The final push took us up a very steep stair pathway to our resting place for the night – a tea house in Landruk (1,550m) with more beautiful views as our reward. With each step I’m reminded of the hardships so many here in Nepal have to endure on a daily basis. As challenging as all of these ups and downs may be, it’s nothing compared to that, so we push ahead. That’s why we’ve come here after all; to support the great work of Adara which is truly making a difference to the lives of so many here.
Out of breath, covered in sweat and with gently aching muscles, we’ve reached our next tea house in Landruk (1,550m). Dinner outside under a sky lit up by stars is the perfect end to another great day. What will tomorrow have in store for us?
Friday 29th September – Derek Stapley
Another grand day out!
The sunrise was enjoyed together on the rooftop of our tea house with the majestic mountain of Annapurna 5 slowly being unwrapped from its overnight duvet of enveloping clouds. It emerged stark white against a blue sky, its massive, rugged form dominating the view across the lush green valleys and hills.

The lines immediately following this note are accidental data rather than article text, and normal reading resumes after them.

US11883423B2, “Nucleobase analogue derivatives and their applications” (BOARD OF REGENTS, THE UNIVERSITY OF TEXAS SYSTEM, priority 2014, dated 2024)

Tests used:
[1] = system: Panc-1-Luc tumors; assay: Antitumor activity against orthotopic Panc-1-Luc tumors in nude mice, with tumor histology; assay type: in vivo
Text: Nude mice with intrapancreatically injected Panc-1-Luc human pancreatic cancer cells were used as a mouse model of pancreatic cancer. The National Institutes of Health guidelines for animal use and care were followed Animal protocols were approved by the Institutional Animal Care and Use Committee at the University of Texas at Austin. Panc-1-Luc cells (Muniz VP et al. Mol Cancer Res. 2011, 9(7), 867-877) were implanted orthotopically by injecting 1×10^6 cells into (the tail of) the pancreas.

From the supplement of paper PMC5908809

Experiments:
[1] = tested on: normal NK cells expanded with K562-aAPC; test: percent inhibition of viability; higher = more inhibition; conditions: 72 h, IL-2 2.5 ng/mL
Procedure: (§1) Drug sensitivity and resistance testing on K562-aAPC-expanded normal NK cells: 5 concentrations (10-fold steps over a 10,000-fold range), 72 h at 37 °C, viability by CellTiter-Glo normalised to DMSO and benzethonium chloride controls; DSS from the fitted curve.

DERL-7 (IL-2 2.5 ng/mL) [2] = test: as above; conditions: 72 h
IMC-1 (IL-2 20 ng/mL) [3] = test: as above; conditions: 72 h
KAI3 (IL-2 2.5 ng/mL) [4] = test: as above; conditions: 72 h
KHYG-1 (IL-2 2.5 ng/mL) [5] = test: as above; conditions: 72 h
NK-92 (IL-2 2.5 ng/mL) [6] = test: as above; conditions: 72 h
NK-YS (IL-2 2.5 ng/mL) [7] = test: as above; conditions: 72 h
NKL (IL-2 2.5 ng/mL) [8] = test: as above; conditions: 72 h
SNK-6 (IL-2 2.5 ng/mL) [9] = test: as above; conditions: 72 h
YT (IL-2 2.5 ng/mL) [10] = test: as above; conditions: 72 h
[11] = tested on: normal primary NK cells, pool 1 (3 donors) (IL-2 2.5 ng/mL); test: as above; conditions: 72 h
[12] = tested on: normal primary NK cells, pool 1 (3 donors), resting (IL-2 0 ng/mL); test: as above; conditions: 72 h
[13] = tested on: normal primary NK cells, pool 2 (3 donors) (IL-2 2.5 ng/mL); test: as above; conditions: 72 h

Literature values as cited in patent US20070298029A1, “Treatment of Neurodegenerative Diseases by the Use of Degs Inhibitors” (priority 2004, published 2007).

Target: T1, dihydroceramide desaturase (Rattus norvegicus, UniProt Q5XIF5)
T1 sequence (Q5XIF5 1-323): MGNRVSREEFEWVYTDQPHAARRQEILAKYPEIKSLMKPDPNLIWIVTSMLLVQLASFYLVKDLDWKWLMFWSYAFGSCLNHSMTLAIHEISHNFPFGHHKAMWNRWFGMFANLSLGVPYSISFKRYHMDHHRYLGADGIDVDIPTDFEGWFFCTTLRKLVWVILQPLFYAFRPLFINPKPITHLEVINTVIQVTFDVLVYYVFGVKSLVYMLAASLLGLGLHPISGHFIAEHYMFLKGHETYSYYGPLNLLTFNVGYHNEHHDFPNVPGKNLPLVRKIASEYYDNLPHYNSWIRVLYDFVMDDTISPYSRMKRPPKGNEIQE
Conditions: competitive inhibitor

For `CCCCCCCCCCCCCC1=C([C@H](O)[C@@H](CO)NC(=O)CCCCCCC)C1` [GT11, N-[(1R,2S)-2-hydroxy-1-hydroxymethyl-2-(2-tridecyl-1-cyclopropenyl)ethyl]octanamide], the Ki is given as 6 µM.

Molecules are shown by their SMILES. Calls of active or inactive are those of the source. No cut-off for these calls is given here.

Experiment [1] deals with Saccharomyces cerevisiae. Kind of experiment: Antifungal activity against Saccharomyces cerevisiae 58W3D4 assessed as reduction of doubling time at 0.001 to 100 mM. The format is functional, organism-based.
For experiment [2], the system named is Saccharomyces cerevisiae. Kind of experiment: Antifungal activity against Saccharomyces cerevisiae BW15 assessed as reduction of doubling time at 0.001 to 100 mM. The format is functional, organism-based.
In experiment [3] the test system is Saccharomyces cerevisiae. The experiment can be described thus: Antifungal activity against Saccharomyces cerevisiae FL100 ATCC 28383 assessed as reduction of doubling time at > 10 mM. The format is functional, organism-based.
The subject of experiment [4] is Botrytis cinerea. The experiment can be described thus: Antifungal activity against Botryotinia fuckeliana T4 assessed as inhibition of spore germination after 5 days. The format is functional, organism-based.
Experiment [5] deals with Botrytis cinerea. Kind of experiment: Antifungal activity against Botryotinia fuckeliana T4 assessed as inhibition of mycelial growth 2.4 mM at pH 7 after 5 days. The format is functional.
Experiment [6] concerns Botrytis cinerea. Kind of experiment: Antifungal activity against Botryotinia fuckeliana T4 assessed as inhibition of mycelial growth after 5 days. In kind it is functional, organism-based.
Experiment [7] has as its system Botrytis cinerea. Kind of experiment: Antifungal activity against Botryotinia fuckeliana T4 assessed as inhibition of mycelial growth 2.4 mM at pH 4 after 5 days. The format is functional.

After breakfast we were again onto our trek. It was another day of ups and downs with lots more stone steps, lots more gorgeous little hamlets nestled into the hills, and lots more friendly locals greeting us with smiles and “Namaste.” Eventually, all of us finally understood that our guides frequent phrase “Nepali flat” actually means walking at a 45 degree angle, and that our next rest-point which is “not far away” could easily involve two hours of gruelling uphill climbing! Lunch today was my favourite meal of the entire trip. We enjoyed it at a tiny restaurant with a perpetually-smiling hostess who was joined in her cooking endeavours at the open-fire range by two of our multi-talented guides – Raj and Deb.